© Purchased jointly by Birtish Council and Tate with assistance from the Art Fund 2014

The Unfinished Conversation 2012

John Akomfrah (1957 – )


duration: 45 minutes
Video, high definition, 3 projections, colour and sound (surround)
Accession number


The 1980s was a time of political and social upheaval in Britian, with racial conflicts, anti-government movements, labour strikes, gay liberation and feminist groups influencing culture. During the time, John Akomfrah investigated histories of of migration. A founding member of the influential Black Audio Film Collective (1982-1998), John Akomfrah has gained critical acclaim for his films that give voice to the experience of the African diaspora in Britain, Europe and America. In his work, he repurposes newsreels, combining text, music and archival documents to shift debates on politics, media and received historic narratives.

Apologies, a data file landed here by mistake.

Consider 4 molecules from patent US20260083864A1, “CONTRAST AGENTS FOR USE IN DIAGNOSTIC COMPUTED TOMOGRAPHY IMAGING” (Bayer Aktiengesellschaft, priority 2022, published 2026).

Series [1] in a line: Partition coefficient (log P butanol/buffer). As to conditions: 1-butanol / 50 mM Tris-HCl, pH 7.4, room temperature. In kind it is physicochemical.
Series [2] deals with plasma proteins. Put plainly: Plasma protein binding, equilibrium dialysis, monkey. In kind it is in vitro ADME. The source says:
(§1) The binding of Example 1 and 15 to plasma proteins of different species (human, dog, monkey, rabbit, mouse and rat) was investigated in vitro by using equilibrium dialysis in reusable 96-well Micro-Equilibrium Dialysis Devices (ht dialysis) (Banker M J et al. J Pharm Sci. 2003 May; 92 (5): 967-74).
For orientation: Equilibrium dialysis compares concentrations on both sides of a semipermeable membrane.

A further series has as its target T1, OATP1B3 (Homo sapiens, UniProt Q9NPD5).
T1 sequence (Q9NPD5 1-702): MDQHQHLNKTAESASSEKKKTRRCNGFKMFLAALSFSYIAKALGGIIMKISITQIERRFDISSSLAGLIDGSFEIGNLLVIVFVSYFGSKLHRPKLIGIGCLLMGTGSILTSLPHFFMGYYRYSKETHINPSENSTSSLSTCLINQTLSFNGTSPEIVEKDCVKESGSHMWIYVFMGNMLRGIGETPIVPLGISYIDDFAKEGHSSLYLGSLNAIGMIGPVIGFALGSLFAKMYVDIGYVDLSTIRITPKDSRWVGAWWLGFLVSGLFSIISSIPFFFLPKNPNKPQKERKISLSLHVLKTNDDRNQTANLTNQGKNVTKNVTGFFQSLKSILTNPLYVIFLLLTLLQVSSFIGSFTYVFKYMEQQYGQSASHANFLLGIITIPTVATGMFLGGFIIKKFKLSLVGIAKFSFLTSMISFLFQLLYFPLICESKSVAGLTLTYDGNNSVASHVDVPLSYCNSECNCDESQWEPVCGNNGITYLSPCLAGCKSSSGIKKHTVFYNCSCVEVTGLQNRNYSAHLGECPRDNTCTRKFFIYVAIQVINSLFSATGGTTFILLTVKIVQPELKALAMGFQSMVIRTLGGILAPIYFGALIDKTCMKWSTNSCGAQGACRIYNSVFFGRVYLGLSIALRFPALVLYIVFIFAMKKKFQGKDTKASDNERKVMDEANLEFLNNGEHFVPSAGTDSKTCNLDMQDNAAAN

Produced from hundreds of hours of archival material, The Unfinished Conversation examines identity and memory through the life of Jamaican-born academic Stuart Hall, who arrived in Britain in the early 1950s. One of the most influential thinkers of the 20th century and founding-editor of the New Left Review, Stuart Hall is widely considered to be the father of Cultural Studies. Akomfrah’s rich and multi-layered visual style mirrors Hall’s assertion that identity is never complete, but something always in transition, a process of identity formation he described as ‘an endless, ever unfinished conversation’. For Akomfrah, the work raises questions about what it means to exist differently in society, and about agency, about what we can do after we conceive of these differences.